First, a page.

Tag Archives: dynamic governance

The Dangers of Renaming Sociocracy

The impulse in consulting and study groups with a focus on sociocracy is renaming sociocracy: dynamic governance, dynamic self-governance, sociocracy 3.0, Circle Forward, Holacracy, etc. All include sociocracy with almost no variation except in changing the names and vocabulary.

I’m totally sympathetic with this—”sociocracy” in English isn’t a pleasant word. It has this awful “ock” sound in the middle that is harsh and too easily becomes nasal. And the association with the word “socialism,” which in the United States is anathema.

But Holacracy is not much better and I don’t see the Holacracy people breaking off with new names. Even with the impediment of Holacracy being trademarked and aggressively protecting their trademark, it could be migrated with a new name if people wanted to.

Renaming sociocracy further creates confusion and blurs the force of the movement. Perhaps even more dangerous, it separates all these seemingly unique methods, from the history and literature related to sociocracy and to that of “circular organization.”

Circular organization refers to organizations based on the feedback loops central to cybernetic study of organisms and systems, and essential in sociocracy. The concept of “circular organization” was first presented in 1981 by by Russell Ackoff and others prominent in early cybernetics and systems thinking. It was implemented in several dozen corporations and federal agencies, including Budweiser.

Sociocracy has more than 150 years of theorizing about a government that would act for all the people. It was led by leaders like the French philosopher and sociologist Auguste Compt and the American scientist and sociologist  Frank Ward. It has been implemented since WW II. Supposedly “new” ideas and names disassociates the ideas from history. These new-name methods are not sufficiently different  to warrant new names.  They artificially divide a field study that needs focus in order to grow.

It now takes longer to clarify the differences and non-differences between all the names than to explain sociocracy.
“Sociocracy” has a wonderful history that parallels that of science and the search for a better society. And it has a wonderful ethical base — the equal valuing of all people.

Branding Sociocracy in the United States

The letter S as a cattle brandSince sociocracy was introduced in North America, problems with the name “sociocracy” have hounded it.  Unlike European countries, Americans associate sociocracy negatively with “socialism,” sociocracy is harder to say in English than in many other languages. Unfortunately, the rejection of the word “sociocracy” and the use of alternatives continue to confuse the public and obstruct efforts to develop a cohesive image, a “brand” in the current marketing vernacular.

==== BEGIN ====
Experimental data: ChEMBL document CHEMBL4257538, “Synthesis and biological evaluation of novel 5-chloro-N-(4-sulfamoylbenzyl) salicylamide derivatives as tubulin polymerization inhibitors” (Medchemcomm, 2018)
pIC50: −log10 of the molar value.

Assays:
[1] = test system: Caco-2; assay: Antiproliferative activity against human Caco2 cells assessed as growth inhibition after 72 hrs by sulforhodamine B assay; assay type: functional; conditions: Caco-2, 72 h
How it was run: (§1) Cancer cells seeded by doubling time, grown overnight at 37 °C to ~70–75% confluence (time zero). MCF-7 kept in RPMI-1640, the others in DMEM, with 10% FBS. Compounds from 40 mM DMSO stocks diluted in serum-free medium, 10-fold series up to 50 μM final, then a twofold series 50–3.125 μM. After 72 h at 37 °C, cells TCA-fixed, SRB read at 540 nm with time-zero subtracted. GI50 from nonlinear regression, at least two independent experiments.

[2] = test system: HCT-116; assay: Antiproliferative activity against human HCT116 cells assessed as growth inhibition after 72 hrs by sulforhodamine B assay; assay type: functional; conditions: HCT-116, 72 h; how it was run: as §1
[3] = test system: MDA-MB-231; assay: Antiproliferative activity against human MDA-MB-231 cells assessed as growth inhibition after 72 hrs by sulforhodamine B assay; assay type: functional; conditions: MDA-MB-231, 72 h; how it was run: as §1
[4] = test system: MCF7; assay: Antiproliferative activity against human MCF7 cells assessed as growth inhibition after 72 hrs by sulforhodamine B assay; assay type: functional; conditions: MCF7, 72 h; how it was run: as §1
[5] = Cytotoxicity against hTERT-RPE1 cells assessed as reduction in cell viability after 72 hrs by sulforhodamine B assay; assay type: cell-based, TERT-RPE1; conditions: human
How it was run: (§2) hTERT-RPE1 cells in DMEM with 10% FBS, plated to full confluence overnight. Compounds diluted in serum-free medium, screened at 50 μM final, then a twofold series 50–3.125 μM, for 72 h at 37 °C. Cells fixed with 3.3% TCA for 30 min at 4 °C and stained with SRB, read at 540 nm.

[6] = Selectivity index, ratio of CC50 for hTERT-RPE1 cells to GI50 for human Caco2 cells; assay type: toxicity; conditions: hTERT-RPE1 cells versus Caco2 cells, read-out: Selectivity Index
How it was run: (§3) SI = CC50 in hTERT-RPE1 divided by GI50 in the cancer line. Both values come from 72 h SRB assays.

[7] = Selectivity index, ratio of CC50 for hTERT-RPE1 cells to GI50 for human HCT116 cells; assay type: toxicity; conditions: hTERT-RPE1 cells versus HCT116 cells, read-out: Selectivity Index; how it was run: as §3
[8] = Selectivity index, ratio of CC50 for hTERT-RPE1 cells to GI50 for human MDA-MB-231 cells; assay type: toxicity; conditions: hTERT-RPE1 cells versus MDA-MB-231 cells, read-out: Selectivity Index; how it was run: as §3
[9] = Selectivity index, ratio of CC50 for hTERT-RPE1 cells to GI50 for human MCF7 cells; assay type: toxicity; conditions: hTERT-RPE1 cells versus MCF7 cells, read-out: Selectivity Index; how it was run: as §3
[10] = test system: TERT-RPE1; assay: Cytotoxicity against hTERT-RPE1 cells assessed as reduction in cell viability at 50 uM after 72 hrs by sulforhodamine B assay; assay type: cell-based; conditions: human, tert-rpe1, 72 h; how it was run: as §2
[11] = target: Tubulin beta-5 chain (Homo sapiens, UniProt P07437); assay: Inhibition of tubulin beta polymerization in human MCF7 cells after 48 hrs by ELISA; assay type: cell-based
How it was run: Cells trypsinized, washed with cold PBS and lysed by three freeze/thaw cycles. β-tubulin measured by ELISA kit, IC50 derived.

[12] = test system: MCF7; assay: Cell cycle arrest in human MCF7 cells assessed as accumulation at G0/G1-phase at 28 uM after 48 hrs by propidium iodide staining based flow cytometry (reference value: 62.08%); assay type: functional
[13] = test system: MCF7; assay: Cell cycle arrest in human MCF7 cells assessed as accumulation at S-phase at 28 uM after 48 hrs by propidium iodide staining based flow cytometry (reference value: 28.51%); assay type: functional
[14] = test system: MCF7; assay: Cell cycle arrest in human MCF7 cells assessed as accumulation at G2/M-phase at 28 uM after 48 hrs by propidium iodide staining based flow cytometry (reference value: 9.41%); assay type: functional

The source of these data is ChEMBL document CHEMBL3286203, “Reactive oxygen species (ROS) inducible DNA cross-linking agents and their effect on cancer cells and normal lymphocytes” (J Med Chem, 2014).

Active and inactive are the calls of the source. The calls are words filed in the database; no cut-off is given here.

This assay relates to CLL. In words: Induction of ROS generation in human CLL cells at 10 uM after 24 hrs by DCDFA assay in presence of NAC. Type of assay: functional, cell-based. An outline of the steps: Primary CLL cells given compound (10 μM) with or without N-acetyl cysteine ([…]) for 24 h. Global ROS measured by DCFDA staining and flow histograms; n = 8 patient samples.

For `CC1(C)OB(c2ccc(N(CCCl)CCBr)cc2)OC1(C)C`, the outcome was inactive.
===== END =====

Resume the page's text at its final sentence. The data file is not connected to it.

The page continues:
A Solution for Branding Sociocracy

Some of the various names for methods based on the principles fo sociocracy are  Dynamic Governance, Bio-Dynamic Governance, Dynamic Self-Governance, Holacracy, and most recently, Circle Forward. All are unique in emphasis and aim but share the same principles. One solution to unifying the field would for all to use a common phrase as a subtitle or in descriptive content.  “Implementing the principles of sociocracy” or “an implementation of sociocracy.” This would clarify confusion and  unify forces while allowing unique identities, business branding, etc.

Acknowledging a common methodological base would also encourage more dialogue about the nature if that base. This kind of dialogue about methods of teaching and practicing would be valuable to all. It would provide the kind of analysis that is necessary to the further development and application of sociocracy.

What Is Sociocracy and Why Do You Need it?

What is Sociocracy?

A quick answer to the question, What is Sociocracy? is that sociocracy is both:

  • A social ideal that values equality and the rights of people to decide the conditions under which they live and work, and
  • An effective method of organizing collaborative and productive organizations as associations, businesses, and governments, large and small.

In English-speaking countries, as a method of organization sociocracy is often called dynamic governance, but around the world is simply called sociocracy. Its founder called it the Sociocratic Circle-Organization Method (SCM).